You might try some things like bringing the same type of newspaper that is delivered, into the house and letting it just sit near the dogs bed for a few days. Then sit on the floor with the rolled up or bagged newspaper whichever way it comes and talk softly to the dog and encourage it to come see what this thing is. Have treats to reward the hound with for approching and checking it out. After a few days of this, when the dog is comfortable and a safe distance away....make an effort to toss the newspaper only a couple of feet from YOU. Pick it up and do it again and make "happy excited sounds" and use the dogs name, as if it is a fun game. Use key words with the hound like...look its just a "NEWSPAPER", in a very calm tone. Also have one specific word that let's the dog know that WHATEVER the fear they are perceiving is, it's really OK. At our house the word is always OK. Examples we use are it's OK, it's just thunder. It's OK, it's just a motorcycle. You're OK,it's just the firetruck and ambulance. It's ok that dog that's barking isn't in your yard. Another pet therapy friend uses a phrase with her dogs, the phrase being:"it's no big deal". We don't do this in an overprotective manner, just very matter of fact and we keep increasing the activity that the dog is fearful of in baby steps, a little at a time. Eventually you'll be able to toss the newspaper closer and closer to the hound a little at a time, till they finally realize that people aren't actually trying to hit them with this rapid moving torpedo. MAKE SURE THAT YOU ALWAYS CALL THE THING THEY FEAR, BY THE SAME NAME SO THEY KNOW WHAT YOU'RE REFERRING TO. So in your case use "newspaper". After you've done this at home a lot with lots of positive reinforcement and treats for rewards,when you do the next walk, keep it shorter if the newspaper guy is around, but give the hound a heads-up by stopping and saying excitedly, again, as if it's a fun game, "Oh look, it's just the newspaper" and then calmly proceed as if nothing scary is happening. Remember they also feel even the most minute bit of tension coming thru the lead if YOU are nervous, you will just feed into their fear. Keep taking slow calm deep breaths and have a light, but firm and steady hand. If you do go on Pet therapy visits, it's also greyt to have another key phrase such as "LEAVE IT" in a very firm and commanding tone, so that if they are doing something that could be harmful to them or the patients or residents, they know that whenever you use that phrase they MUST IMMEDIATELY STOP what it is they are doing. We have two Pet therapy hounds and this has been a lifesaver in such instances as a dog trying to eat medication spilled on the floor, eat barf out of trash cans, being too interested in the patient's or resdident's food or trying to sniff a wound or amputaion or IV, or someone's crotch etc.. If we say "LEAVE IT" they know we mean business and to STOP whatever they are doing immediately!

 

I am not opposed to medications if you feel they are absolutely necessary, especially if it is short term, but I would try the desnsitizing first. Then I would try the holistic things first like the Bach rescue remedy, or melatonin, or DAP. The only thing we EVER used was desenitization and behavioral modification techniques, and occassionally Bach Rescue Remedy. I do know there are also a number of DAP pheromone products on the market, some such as a diffuser to use at home, but I also believe they have spray mists that you can put on neckerchiefs that helps calm spooky ones also, which I may try in the future. One of our spooks, LadyBug, was deemed the "worst spook her adoption kennel had ever had" and they had almost resigned themselves that she might have to live out her life in the kennel, if just the "right adopter" didn't show up for her. After we adopted her, all we ever used was LOTS of PATIENCE, LOTS of LOVE, and "getting into the spooky mindset" so we could anticipate what things would be fearful to her. We tried the Rescue Remedy the first time we took a long car trip to bring her home and also took it for the dog sitters, the first time we ever had to leave her when we went on a cruise. Also, I can't remember how long you've had your spook, but in case no one told you, a true spook will take at least a year until you know their true personality. Some less spooky ones, a little less time, really severe spooks maybe even longer. But about a year from when you adopted and start using desensitization, and behavioral modification techniques, you will see a totally different personlity emerging, that has been coming along in baby steps, a little at a time. When that day comes you will find yourself with one of the happiest, sweetest, silliest and most loving and playful dogs ever! Just don't give up and don't be discouraged, the rewards of watching them blossom far outweigh the time and effort it takes to help them find the life they were always meant to have. Hope this helps some and please keep us posted how your baby is doing. Hoping you have greyt luck with all the solutions and options you've learned about from everyone who has experience with these special babies!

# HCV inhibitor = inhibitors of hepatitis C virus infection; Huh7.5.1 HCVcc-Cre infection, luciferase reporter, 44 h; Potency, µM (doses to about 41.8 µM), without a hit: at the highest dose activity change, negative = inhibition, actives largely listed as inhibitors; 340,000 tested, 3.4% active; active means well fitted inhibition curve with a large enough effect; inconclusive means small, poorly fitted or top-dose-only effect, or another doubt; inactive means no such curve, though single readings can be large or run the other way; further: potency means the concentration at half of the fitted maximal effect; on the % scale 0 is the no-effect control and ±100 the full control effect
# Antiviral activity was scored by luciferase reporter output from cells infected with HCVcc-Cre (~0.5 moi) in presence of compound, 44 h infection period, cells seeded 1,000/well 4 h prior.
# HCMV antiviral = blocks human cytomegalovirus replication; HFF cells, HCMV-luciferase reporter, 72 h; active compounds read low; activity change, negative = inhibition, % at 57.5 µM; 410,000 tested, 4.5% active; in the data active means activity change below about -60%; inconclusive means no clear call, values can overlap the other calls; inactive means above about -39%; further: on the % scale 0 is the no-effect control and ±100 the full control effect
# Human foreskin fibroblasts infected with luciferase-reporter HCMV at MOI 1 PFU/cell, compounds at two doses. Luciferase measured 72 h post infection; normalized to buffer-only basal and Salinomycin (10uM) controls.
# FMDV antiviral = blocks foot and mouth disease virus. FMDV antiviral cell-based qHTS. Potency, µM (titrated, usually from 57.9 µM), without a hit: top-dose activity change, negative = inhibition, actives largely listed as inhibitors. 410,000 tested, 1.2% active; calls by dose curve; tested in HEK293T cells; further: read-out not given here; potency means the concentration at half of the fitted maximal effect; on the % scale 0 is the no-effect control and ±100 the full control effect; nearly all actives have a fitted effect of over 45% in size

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Some good advice there from Greytmama2.

Also try to get into the habit of automatically sending your dog Calming Signals when something scary is about to happen. When the dog looks at you give a little lick of your toungue towards your nose, or give an exaggerated yawn while looking away. The dog may already be sending that lick signal to you and if you return it you're saying: 'OK, I know, nothing to worry about really'

 

Walk away in a curve from the threat that will bring you back to your intended path. Don't discount the possibility that your dog may be scared because you know he's going to scared and are giving off the vibe that they pick up before you even know about it.

And is your dog a real spook 'spook' or just very timid in challenging situations? Did thyroid tests come back normal?

Edited by JohnF